|Umm. It would have to work, otherwise any and all script languages that use these sorts of things would fail. As I understand it, if something isn't explicitly trapped in your programs loop, it instead gets passed on to the OS, eventually the OS passes it to the object that it belongs to. That is what the "connect (event, function)" stuff does. It explicitly binds the event to the address of the function inside the script, so that unless you intentionally intercept the event and prevent it, the event automatically calls that entry address. Mind you, I have been wrong before, but I don't think, short of intentionally preventing it, you can stop a system like this from working. Your application isn't *actually* sending the event to the function, its more like:|
Event happens->OS recieves->OS informs main application->if returned, OS informs subwindow/object->if returned, OS informs the sub-sub window/object->etc., until it either fails to find the function, the right function is found, or something else handles it and tells the OS to stop trying to find the correct owner.
But, people have successfully used LuaCOM and its connect function for events right? Or am I wrong there? If that works, then why should an integrated wx.connect be *less* possible than luacom's version? Wouldn't the previous one create the same conflict (or actually logically a worse one), if one existed?
Shouldn't be hard to try it out and see anyway.
As I said, in theory, the only lines that need to be changed in any of the samples to test it is the one for creating the main window. The one that uses wx.NULL as the first argument, instead of an existing frame. Using NULL *will* crash the client and engine. I tried it with Python. lol But, when I tried it we didn't have GetFrame to return an existing window, nor was I aware of the connect function for events (since I had bits of the details on how it all worked wrong). Now, I would say that the odds of it working is probably 90%, with the other 10% being maybe some code to make sure the engine is passed the un-trapped events from the client, so it has a chance to deal with them.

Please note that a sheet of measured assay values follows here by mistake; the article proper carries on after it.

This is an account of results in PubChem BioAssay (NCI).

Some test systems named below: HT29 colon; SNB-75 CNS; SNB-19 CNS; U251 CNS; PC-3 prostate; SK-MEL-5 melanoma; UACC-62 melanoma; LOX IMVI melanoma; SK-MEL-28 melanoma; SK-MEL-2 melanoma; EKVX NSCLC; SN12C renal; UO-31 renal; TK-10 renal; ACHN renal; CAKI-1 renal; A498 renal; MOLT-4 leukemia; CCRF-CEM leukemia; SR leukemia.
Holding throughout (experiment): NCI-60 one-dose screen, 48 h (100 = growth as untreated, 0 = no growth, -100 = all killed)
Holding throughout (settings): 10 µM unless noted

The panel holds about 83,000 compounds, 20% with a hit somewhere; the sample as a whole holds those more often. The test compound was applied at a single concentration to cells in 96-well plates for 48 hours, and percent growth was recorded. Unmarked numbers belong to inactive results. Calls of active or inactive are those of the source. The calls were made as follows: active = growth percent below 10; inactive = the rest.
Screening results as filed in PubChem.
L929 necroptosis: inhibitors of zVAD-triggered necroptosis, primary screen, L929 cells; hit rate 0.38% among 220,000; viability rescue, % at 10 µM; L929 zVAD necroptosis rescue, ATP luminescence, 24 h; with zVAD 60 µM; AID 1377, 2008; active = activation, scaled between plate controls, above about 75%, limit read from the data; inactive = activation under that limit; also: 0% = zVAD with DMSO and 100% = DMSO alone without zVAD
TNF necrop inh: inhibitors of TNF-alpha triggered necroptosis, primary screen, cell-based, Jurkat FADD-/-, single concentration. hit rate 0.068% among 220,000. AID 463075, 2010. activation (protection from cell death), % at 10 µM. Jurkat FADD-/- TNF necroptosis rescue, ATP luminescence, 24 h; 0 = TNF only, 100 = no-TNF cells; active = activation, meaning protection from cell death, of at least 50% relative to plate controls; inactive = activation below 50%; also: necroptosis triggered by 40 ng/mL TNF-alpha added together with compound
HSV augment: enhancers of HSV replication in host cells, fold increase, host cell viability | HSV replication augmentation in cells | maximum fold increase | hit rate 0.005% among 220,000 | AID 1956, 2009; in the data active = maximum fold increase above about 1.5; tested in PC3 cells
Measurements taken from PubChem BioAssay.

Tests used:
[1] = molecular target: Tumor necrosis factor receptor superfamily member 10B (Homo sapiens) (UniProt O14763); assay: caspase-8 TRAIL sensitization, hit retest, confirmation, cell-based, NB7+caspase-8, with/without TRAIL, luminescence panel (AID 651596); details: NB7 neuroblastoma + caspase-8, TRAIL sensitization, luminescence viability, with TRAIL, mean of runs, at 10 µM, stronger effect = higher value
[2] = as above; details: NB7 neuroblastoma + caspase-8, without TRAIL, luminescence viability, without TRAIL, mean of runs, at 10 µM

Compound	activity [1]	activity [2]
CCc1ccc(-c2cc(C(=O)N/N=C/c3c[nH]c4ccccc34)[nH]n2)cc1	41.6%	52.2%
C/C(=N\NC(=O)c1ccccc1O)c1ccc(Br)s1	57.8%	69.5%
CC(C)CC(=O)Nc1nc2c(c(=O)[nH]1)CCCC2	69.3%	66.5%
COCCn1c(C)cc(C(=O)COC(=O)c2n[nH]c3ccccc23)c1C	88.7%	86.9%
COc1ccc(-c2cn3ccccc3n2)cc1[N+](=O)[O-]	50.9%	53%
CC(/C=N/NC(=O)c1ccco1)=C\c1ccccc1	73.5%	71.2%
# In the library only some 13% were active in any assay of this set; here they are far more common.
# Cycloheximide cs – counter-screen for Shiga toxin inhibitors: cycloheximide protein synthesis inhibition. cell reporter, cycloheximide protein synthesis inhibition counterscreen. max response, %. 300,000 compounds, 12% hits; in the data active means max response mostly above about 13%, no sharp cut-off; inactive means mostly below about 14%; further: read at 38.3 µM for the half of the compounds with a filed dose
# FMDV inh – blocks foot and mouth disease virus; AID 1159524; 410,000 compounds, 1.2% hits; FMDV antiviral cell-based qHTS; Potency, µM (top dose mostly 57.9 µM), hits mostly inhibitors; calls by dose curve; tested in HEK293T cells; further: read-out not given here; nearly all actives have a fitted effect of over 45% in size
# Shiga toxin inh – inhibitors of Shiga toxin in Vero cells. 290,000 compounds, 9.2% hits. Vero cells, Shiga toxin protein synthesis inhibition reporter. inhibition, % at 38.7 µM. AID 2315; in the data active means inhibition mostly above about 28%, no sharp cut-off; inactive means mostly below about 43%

But, I don't think that is likely necessary. Your forgetting something. If I do:
myframe = wx.frame(world.getframe, ...)
myframe becomes a *child* of the main mushclient window. Since its a child of that window, any events not handled by the parent are passes in turn to all children, which *should* include the new window we just created. Events going the other direction are, I would assume, going to get handled correctly as well, since they are calling functions in Mushclients environment space, and I assume the engine is using that space for its own operation. After all, if it wasn't, the client would freeze in a script loop. Since both engine and new objects are in the event loop of the client already... the only issue is if the client accidently prevents them from going where they are supposed to, right?